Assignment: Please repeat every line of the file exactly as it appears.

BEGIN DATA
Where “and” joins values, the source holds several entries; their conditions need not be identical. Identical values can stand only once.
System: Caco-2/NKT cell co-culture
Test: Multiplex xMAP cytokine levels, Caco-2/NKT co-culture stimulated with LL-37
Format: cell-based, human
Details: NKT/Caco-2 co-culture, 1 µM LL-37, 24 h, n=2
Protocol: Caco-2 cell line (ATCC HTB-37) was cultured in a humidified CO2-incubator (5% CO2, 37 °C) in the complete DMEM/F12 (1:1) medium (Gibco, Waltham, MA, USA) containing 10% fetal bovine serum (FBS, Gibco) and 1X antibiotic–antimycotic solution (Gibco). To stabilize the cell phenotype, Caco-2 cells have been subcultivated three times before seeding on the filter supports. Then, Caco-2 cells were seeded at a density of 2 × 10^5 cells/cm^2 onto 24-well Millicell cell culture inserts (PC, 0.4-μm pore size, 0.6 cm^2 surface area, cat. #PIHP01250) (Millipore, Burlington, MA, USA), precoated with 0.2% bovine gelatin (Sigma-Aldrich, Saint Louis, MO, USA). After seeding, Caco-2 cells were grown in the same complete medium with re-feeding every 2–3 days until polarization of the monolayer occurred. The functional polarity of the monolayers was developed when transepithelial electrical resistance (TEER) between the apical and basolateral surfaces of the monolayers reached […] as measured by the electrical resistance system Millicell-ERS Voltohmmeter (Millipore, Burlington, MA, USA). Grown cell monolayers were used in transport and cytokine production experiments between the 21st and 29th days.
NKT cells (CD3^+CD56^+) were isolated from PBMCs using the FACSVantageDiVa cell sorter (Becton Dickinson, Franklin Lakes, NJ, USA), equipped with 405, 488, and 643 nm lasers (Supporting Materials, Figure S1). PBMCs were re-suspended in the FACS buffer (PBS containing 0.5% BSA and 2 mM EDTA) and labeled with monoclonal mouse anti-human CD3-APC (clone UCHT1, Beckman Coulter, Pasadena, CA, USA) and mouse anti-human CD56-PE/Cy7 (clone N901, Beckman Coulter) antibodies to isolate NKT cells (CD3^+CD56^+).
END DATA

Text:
Where “and” joins values, the source holds several entries; their conditions need not be identical. Identical values can stand only once.
System: Caco-2/NKT cell co-culture
Test: Multiplex xMAP cytokine levels, Caco-2/NKT co-culture stimulated with LL-37
Format: cell-based, human
Details: NKT/Caco-2 co-culture, 1 µM LL-37, 24 h, n=2
Protocol: Caco-2 cell line (ATCC HTB-37) was cultured in a humidified CO2-incubator (5% CO2, 37 °C) in the complete DMEM/F12 (1:1) medium (Gibco, Waltham, MA, USA) containing 10% fetal bovine serum (FBS, Gibco) and 1X antibiotic–antimycotic solution (Gibco). To stabilize the cell phenotype, Caco-2 cells have been subcultivated three times before seeding on the filter supports. Then, Caco-2 cells were seeded at a density of 2 × 10^5 cells/cm^2 onto 24-well Millicell cell culture inserts (PC, 0.4-μm pore size, 0.6 cm^2 surface area, cat. #PIHP01250) (Millipore, Burlington, MA, USA), precoated with 0.2% bovine gelatin (Sigma-Aldrich, Saint Louis, MO, USA). After seeding, Caco-2 cells were grown in the same complete medium with re-feeding every 2–3 days until polarization of the monolayer occurred. The functional polarity of the monolayers was developed when transepithelial electrical resistance (TEER) between the apical and basolateral surfaces of the monolayers reached […] as measured by the electrical resistance system Millicell-ERS Voltohmmeter (Millipore, Burlington, MA, USA). Grown cell monolayers were used in transport and cytokine production experiments between the 21st and 29th days.
NKT cells (CD3^+CD56^+) were isolated from PBMCs using the FACSVantageDiVa cell sorter (Becton Dickinson, Franklin Lakes, NJ, USA), equipped with 405, 488, and 643 nm lasers (Supporting Materials, Figure S1). PBMCs were re-suspended in the FACS buffer (PBS containing 0.5% BSA and 2 mM EDTA) and labeled with monoclonal mouse anti-human CD3-APC (clone UCHT1, Beckman Coulter, Pasadena, CA, USA) and mouse anti-human CD56-PE/Cy7 (clone N901, Beckman Coulter) antibodies to isolate NKT cells (CD3^+CD56^+).